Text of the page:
I kill plants. Even the most hardy of flora cannot survive in my custody. I’m currently trying to nurse an orchid back from the brink. It brought much needed colour to our hallway for less a month. It is now just a bare stick in a pot.
I regularly buy cut flowers to brighten up my kitchen and as pretty props for my product photoshoots. I pick up a bunch from Tesco when I’m doing the weekly shop. They have a great variety of bouquets, which usually live for around ten days.
Here’s an example from my Instagram page, from a couple of months ago.
Genuinely – I really do buy all the flowers you’ve seen on the blog from Tesco, although I don’t think I’ve ever credited them.
Time to put that right.
Tesco invited me to a florestry workshop in advance of Valentine’s Day. Having been to their cake decorating workshop last year, I knew they’d put on a fun and informative evening, fuelled by Champagne.
The workshop was hosted by florist to the stars, Jamie Aston, and Tesco’s head florist, Michelle Buck.
Jamie effortlessly demonstrated two beautiful displays for us to copy. Michelle, who is clearly passionate about her job, taught us how to look after our flowers and keep them looking fresh for longer.
We were then let loose on several dozen roses, orchids and loads of other varieties supplied by Tesco, the names of which I can no longer recall.
The Champagne flowed, as did the conversation, while we arranged our flowers with Jamie’s guidance.
Here are Michelle’s top tips for keeping your flowers looking their best for longer.
1.Check for freshness – Always check the water that the flowers are standing in. It must be fresh and not smelly or gunky. Check the leaves on the flowers and make sure they are not yellowing or wilting.
2. Give them a trim – Once you have removed your flowers from the packaging remove lower leaves and recut stems with a sharp pair of scissors.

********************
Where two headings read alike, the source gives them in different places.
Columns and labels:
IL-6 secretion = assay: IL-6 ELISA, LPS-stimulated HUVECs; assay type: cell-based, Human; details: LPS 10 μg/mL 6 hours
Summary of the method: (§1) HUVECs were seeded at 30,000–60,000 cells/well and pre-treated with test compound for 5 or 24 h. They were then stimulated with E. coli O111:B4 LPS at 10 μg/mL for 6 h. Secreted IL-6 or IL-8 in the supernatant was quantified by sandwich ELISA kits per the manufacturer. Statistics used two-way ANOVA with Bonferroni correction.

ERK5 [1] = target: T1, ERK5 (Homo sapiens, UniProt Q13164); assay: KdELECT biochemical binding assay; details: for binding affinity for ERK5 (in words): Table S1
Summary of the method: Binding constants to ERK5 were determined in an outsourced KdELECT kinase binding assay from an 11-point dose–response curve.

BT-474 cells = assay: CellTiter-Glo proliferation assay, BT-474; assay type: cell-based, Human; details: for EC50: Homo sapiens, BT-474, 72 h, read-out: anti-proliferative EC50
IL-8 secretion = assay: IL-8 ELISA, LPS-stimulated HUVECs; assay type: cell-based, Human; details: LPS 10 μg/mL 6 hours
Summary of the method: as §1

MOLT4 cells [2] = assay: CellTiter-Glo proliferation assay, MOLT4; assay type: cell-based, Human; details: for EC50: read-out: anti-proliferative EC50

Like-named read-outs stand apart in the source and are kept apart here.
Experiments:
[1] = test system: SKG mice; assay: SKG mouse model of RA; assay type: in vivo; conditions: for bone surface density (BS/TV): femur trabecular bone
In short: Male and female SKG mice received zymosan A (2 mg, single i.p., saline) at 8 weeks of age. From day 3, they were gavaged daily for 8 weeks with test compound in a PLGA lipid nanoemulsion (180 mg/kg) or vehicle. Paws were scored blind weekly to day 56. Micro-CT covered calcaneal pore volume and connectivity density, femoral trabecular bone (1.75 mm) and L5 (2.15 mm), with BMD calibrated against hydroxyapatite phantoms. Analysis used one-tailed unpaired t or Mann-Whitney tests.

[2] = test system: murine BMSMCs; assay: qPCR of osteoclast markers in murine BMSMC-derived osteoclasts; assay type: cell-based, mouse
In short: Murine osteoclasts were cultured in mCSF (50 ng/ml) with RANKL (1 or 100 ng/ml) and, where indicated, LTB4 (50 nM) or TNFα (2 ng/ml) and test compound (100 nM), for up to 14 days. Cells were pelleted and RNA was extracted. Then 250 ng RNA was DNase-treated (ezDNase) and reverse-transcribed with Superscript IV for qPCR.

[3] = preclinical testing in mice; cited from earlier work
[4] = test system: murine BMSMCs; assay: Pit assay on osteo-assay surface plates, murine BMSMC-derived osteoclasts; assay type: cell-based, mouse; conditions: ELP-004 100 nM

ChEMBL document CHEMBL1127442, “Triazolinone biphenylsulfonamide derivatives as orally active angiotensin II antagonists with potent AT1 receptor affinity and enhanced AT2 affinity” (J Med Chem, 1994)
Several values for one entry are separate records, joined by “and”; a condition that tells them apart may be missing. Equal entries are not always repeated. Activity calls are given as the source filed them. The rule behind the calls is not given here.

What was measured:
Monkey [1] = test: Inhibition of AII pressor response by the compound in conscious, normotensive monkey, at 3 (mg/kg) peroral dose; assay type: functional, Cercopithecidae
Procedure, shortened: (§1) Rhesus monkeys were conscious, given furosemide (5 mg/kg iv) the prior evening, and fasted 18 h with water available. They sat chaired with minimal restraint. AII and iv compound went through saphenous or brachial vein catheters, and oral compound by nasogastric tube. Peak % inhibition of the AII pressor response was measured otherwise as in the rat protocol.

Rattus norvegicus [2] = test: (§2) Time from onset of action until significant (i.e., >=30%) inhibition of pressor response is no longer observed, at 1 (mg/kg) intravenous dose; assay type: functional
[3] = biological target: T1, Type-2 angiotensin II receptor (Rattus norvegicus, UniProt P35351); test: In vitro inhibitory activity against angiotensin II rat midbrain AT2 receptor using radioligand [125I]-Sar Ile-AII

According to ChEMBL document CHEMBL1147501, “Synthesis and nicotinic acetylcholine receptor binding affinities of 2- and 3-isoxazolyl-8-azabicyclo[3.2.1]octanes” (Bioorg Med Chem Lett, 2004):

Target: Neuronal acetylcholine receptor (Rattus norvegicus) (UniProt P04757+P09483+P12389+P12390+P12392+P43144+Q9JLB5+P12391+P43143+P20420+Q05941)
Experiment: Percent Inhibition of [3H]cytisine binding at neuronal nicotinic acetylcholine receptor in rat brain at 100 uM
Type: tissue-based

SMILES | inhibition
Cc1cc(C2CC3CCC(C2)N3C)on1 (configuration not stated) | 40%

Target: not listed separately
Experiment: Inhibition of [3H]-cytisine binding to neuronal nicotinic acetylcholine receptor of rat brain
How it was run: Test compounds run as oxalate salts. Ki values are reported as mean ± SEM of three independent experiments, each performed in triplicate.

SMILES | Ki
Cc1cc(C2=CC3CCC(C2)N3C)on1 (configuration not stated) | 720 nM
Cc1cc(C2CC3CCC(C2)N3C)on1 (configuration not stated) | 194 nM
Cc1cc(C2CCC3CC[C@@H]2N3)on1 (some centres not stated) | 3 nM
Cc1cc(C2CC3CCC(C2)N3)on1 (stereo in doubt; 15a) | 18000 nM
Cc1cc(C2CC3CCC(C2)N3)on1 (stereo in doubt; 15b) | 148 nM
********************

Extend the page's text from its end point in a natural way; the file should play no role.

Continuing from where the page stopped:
3.Cut the stems – Cut your flower stems at a 45 degree angle. This creates a larger surface area for the flowers to drink.
4.Use a clean vase – Always make certain you clean your vase. A simple wash in hot soapy water and a little bleach will eliminate the bacteria lurking within.
5.Give them a nice home – Never leave your flowers in direct sunlight or in draughts.
6.Keep away from fruit – Keep fresh flowers away from ripening fruit. It gives off a gas called ethylene and will cause your flowers to lose their longevity.
7.Keep your head up – If your roses ‘neck’ or bend after a couple of days, they could have an airlock in the stem. Simply cut the stem and place into boiling water for about 30 seconds. Then recut the stem, as the hot water will have damaged the ends and place into cold water. This should destroy the airlock and you should notice the heads lift after around 30 minutes.
8.Avoiding stains – Try to remove lily stamens so they do not stain furniture or clothing. If you do manage to get lily pollen on your clothes do not rub it, simply take a piece of sticky tape and dab the pollen away.
9.Bleach for longevity – Gerberas are quite susceptible to bacteria. If you do not have suitable flower food, you can use a tiny amount of household bleach in the water.
Here are my efforts at florestry:
I’m writing this blog 10 days after the event and my roses are still looking fresh.
It was a lovely, relaxing workshop. What do you think of my efforts?
Much love, Vx
[Disclosure: Thank you to Tesco for inviting me to the floristry workshop and plying me with Champagne.]